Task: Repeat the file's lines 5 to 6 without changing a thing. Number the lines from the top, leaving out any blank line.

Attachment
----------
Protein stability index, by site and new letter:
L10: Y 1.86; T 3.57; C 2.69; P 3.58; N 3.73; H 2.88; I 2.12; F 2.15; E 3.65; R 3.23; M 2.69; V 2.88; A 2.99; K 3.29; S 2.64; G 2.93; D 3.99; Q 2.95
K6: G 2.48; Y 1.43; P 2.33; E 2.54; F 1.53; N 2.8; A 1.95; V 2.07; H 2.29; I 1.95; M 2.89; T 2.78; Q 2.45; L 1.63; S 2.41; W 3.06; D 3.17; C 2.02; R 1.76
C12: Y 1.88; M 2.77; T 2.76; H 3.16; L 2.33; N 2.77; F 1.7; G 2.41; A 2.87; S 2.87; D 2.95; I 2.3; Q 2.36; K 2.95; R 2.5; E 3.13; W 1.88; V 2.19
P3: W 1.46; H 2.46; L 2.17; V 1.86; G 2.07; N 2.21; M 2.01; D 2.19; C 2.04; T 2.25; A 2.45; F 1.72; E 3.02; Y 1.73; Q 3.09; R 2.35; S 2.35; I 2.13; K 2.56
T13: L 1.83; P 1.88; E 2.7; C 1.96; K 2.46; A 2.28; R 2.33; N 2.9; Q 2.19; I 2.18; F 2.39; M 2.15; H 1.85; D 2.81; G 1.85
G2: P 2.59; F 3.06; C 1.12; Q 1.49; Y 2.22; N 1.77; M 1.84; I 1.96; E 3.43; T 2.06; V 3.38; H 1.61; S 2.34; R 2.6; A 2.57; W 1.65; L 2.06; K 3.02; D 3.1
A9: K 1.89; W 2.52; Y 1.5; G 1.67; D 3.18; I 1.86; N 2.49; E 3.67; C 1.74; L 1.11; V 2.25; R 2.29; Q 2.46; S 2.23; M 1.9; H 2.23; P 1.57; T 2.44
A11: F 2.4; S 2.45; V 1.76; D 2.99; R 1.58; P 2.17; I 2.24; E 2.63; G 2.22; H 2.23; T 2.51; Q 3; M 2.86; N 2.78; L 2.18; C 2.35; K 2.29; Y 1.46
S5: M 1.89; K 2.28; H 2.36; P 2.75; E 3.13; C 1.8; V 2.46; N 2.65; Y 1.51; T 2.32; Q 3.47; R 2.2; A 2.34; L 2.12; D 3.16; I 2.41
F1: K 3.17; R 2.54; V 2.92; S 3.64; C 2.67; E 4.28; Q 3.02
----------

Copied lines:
P3: W 1.46; H 2.46; L 2.17; V 1.86; G 2.07; N 2.21; M 2.01; D 2.19; C 2.04; T 2.25; A 2.45; F 1.72; E 3.02; Y 1.73; Q 3.09; R 2.35; S 2.35; I 2.13; K 2.56
T13: L 1.83; P 1.88; E 2.7; C 1.96; K 2.46; A 2.28; R 2.33; N 2.9; Q 2.19; I 2.18; F 2.39; M 2.15; H 1.85; D 2.81; G 1.85